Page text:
Peak Experiences and Going With The Flow.
Today we’re returning to some more thoughts from Sir Ken Robinson’s book ‘The Element‘, but first we’re considering a book that was published in 1974 – The Inner Game of Tennis, written by W. Timothy Gallwey. Reviewing this book in Psychology Today, Maurice Yaffe said, “It is much more than an approach to tennis: it is a whole philosophy of life.” The same thing can be said about Sir Ken’s book – it’s much more than a philosophy of learning, or a book about personal development and approaches to creative education.
Both books consider the concept of ‘flow’ and how we need to live and to work (and learn) in ‘the zone’.
Gallwey dedicates his book to Guru Maharaj Ji “who showed me what Winning is”. Both books deal with what 3Di thinks of as spiritual intelligence, as well as all the other sorts of intelligence – physical, personal, emotional, social, instinctual and intellectual.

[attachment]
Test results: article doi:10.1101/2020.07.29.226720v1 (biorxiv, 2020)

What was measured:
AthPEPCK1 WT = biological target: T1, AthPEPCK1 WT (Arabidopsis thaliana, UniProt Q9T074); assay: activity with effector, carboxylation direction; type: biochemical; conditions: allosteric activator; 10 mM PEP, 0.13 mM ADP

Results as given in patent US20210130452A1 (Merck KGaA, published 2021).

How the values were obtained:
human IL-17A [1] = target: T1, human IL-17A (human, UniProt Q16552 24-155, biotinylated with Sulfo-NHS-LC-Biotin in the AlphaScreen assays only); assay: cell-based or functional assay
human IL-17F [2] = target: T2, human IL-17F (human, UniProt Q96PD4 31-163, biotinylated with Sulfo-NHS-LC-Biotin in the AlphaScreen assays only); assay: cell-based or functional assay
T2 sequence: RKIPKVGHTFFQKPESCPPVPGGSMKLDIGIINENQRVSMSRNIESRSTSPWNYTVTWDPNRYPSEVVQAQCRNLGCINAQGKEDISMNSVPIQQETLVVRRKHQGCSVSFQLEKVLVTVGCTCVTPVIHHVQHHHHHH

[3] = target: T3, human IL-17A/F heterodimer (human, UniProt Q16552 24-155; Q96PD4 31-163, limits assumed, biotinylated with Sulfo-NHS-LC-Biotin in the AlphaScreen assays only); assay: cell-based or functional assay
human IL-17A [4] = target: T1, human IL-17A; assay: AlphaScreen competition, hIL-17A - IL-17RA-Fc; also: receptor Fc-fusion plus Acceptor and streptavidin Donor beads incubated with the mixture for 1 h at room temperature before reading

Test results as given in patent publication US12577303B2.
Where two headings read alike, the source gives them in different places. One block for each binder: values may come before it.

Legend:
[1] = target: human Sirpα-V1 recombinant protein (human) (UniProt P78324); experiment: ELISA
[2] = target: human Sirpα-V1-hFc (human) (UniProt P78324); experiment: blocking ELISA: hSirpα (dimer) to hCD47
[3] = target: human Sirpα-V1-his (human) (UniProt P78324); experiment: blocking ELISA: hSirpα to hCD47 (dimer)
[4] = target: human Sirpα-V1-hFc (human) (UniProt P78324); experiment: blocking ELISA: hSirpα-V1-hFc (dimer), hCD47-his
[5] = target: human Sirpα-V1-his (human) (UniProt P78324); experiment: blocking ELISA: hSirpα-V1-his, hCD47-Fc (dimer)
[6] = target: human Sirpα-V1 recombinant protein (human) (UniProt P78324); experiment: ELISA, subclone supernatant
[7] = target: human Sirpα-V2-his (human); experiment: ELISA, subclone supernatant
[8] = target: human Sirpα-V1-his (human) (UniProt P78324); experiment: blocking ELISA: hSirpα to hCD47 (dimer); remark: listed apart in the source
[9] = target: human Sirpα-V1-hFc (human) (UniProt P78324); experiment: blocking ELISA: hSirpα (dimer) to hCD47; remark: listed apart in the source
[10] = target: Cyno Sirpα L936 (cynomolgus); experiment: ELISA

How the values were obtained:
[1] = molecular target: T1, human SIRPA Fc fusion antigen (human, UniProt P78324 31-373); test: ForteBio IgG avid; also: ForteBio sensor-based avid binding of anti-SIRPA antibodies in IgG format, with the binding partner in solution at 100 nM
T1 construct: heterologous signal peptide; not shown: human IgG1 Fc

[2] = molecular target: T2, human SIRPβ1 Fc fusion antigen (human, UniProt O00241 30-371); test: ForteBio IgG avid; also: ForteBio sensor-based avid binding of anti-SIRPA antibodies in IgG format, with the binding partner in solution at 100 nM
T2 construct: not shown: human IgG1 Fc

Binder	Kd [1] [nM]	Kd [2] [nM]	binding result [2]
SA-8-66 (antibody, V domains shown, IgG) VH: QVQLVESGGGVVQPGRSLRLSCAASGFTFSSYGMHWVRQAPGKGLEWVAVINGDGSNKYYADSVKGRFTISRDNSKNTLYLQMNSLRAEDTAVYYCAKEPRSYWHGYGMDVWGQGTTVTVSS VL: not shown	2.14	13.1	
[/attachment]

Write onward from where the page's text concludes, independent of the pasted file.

“It is the thesis of this book that neither mastery nor satisfaction can be found in the playing of any game without giving some attention to the relatively neglected skills of the inner game. This is the game that takes place in the mind of the player, and it is played against such obstacles as lapses in concentration, nervousness, self doubt and self-condemnation. In short, it is played to overcome all habits of mind which inhibit excellence in performance.”
All teachers will be aware of the highly negative effects on children when they experience lapses in concentration, nervousness, self doubt and self-condemnation. The question for teachers of all subjects is, how do they help children overcome these obstacles, and have they received any training in how to do so?